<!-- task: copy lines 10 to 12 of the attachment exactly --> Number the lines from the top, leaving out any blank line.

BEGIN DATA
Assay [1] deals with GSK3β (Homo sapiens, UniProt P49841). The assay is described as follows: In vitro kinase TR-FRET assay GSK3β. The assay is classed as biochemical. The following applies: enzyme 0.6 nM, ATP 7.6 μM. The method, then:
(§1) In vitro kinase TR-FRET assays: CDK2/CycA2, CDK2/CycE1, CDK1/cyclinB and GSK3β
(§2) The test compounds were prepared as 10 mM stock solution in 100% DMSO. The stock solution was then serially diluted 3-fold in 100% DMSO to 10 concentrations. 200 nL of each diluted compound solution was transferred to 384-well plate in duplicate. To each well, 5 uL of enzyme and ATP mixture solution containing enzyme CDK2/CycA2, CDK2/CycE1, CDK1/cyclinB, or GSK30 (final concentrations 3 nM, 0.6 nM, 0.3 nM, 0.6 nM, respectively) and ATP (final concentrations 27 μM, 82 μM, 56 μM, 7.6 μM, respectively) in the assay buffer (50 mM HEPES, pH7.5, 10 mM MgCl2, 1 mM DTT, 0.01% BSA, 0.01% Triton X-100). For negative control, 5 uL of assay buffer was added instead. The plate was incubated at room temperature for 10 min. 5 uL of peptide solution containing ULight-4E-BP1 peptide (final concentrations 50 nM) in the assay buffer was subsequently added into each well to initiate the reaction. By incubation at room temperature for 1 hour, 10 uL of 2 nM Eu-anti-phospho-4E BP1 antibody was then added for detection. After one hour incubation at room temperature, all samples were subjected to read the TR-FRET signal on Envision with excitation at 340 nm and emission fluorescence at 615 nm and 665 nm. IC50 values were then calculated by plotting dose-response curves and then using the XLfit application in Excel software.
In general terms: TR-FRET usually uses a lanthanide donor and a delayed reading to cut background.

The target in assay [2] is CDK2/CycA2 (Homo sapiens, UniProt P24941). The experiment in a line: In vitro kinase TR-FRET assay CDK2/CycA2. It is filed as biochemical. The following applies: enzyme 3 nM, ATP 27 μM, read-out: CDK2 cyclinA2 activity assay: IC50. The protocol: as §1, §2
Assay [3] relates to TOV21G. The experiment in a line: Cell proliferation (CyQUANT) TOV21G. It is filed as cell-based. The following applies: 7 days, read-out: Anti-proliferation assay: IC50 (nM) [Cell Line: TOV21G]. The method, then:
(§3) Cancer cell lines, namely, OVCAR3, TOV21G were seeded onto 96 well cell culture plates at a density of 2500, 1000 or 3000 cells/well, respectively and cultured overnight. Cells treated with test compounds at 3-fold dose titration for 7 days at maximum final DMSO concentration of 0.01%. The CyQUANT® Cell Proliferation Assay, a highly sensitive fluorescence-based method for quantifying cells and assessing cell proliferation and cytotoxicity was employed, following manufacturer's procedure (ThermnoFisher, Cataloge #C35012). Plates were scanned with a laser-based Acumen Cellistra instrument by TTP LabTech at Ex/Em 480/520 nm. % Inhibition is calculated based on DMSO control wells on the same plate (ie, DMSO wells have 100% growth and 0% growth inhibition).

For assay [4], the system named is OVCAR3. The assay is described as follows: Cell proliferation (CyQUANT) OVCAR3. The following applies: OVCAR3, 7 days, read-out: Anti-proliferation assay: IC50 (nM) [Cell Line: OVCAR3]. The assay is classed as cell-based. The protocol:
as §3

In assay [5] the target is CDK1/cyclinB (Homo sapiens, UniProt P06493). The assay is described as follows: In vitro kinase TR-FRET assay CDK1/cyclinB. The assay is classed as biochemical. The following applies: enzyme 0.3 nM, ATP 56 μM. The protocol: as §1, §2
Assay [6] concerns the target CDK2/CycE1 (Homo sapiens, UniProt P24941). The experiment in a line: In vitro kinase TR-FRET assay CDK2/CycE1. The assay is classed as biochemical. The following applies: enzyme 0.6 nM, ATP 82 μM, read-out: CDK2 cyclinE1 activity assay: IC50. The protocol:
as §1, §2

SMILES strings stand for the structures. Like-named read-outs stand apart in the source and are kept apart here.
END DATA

In assay [5] the target is CDK1/cyclinB (Homo sapiens, UniProt P06493). The assay is described as follows: In vitro kinase TR-FRET assay CDK1/cyclinB. The assay is classed as biochemical. The following applies: enzyme 0.3 nM, ATP 56 μM. The protocol: as §1, §2
Assay [6] concerns the target CDK2/CycE1 (Homo sapiens, UniProt P24941). The experiment in a line: In vitro kinase TR-FRET assay CDK2/CycE1. The assay is classed as biochemical. The following applies: enzyme 0.6 nM, ATP 82 μM, read-out: CDK2 cyclinE1 activity assay: IC50. The protocol:
as §1, §2